No preview · Conference Paper · Apr 2014
  • Source
    [Show abstract] [Hide abstract]
    ABSTRACT: We consider a challenging class of highly interactive virtual environments, also known as Real-Time Online Interactive Applications (ROIA). Popular examples of ROIA include multi-player online computer games, e-learning and training applications based on real-time simulations, among others. An emerging enhancement for ROIA is the use of mobile devices for accessing the application (mobile ROIA). However, the limited computing power of mobile devices is an obstacle for implementing computation-intensive parts of ROIA, in particular graphics processing, on mobile devices. This paper proposes a runtime system for mobile ROIA that moves computation-intensive tasks, including graphics processing, from the mobile devices to Cloud resources. We report experimental results of our runtime system using a multi-player online game with real-world characteristics.
    Full-text · Conference Paper · Apr 2014
  • Sergei Gorlatch · Tim Humernbrum · Frank Glinka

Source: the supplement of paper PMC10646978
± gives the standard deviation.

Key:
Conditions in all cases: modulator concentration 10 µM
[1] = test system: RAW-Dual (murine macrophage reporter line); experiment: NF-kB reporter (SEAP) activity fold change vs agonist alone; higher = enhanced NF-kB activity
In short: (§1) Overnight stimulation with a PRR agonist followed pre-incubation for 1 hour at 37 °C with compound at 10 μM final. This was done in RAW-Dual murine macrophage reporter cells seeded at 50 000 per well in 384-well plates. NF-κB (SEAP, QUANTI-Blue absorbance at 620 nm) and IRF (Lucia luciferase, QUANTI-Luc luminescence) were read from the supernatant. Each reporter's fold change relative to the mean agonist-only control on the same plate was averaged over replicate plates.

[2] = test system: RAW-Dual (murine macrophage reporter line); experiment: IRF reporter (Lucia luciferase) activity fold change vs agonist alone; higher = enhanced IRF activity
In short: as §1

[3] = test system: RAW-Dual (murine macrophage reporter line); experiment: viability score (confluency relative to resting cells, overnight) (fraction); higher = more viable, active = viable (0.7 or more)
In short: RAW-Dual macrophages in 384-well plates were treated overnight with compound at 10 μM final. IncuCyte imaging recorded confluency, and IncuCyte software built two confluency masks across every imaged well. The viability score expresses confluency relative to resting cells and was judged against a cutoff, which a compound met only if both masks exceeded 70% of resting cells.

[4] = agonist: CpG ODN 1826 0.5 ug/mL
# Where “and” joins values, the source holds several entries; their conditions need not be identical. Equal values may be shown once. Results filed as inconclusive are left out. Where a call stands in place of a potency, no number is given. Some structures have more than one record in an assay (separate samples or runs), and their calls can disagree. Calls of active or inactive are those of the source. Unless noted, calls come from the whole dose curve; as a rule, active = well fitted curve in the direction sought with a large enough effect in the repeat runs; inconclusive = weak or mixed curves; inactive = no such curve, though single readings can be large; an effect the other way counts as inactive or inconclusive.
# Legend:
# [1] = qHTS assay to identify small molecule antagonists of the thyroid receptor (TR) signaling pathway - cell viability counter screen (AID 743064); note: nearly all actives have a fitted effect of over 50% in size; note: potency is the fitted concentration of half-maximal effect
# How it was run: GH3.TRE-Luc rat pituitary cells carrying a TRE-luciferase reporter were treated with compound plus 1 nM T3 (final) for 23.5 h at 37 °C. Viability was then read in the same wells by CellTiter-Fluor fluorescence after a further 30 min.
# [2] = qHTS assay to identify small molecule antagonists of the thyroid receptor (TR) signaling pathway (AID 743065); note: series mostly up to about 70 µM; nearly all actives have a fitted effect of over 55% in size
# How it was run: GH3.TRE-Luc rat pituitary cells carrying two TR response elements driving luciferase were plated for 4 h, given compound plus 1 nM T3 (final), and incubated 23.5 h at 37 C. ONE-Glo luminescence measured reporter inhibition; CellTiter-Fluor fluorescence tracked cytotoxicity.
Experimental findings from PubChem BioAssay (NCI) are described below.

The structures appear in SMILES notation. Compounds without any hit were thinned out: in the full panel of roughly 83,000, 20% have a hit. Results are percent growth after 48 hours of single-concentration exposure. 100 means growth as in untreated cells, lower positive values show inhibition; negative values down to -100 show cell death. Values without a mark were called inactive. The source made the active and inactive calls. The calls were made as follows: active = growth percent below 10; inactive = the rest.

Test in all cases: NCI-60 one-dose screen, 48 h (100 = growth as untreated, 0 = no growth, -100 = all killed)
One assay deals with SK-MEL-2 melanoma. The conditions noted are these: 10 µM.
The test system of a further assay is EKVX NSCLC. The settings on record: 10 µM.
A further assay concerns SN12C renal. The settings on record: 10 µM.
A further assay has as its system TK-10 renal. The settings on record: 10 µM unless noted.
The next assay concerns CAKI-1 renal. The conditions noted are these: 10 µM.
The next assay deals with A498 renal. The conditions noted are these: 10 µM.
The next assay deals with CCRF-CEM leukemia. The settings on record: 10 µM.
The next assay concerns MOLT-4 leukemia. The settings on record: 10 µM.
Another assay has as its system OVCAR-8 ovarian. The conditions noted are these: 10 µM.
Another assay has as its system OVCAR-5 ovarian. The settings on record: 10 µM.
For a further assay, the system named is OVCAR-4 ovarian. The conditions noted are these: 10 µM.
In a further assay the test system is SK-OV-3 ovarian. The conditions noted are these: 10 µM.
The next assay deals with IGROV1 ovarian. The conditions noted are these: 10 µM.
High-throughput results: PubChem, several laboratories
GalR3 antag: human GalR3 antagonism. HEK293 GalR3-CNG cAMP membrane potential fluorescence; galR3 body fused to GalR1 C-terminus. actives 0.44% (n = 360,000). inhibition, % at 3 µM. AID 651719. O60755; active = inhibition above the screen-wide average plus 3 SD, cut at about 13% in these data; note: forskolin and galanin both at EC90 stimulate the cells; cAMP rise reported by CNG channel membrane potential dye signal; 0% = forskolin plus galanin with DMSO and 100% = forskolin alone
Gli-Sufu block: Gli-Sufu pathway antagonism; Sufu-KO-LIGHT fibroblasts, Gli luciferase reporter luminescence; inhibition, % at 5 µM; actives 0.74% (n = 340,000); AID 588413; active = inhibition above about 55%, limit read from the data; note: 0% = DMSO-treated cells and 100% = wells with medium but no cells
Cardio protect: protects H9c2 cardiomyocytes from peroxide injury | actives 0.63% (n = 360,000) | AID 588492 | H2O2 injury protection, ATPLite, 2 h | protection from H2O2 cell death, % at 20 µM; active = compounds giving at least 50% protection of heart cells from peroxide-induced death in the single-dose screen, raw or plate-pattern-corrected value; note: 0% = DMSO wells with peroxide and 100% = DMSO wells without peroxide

[Show abstract] [Hide abstract]
    ABSTRACT: Real-Time Online Interactive Applications (ROIA), e.g., multiplayer online games and simulation-based e-learning, are emerging internet applications that make high Quality of Service (QoS) demands on the underlying network. These demands depend on the number of users and the actual application state and, therefore, vary at runtime. Traditional networks have very limited possibilities of influencing the network behaviour to meet the dynamic QoS demands, such that most ROIA use the underlying network on a best-effort basis. The emerging architecture of Software-Defined Networking (SDN) decouples the control and forwarding logic from the network infrastructure, making the network behaviour programmable for applications. This paper analyses ROIA requirements on the underlying network and describes the specification of an SDN Northbound API that allows ROIA applications to specify their dynamic network requirements and to meet them using SDN networks.